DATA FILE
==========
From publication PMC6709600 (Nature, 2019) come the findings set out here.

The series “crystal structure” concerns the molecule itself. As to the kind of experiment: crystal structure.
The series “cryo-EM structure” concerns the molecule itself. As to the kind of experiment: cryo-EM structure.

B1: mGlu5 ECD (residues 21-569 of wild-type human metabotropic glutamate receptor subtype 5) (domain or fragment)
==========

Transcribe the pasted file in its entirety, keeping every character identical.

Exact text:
From publication PMC6709600 (Nature, 2019) come the findings set out here.

The series “crystal structure” concerns the molecule itself. As to the kind of experiment: crystal structure.
The series “cryo-EM structure” concerns the molecule itself. As to the kind of experiment: cryo-EM structure.

B1: mGlu5 ECD (residues 21-569 of wild-type human metabotropic glutamate receptor subtype 5) (domain or fragment)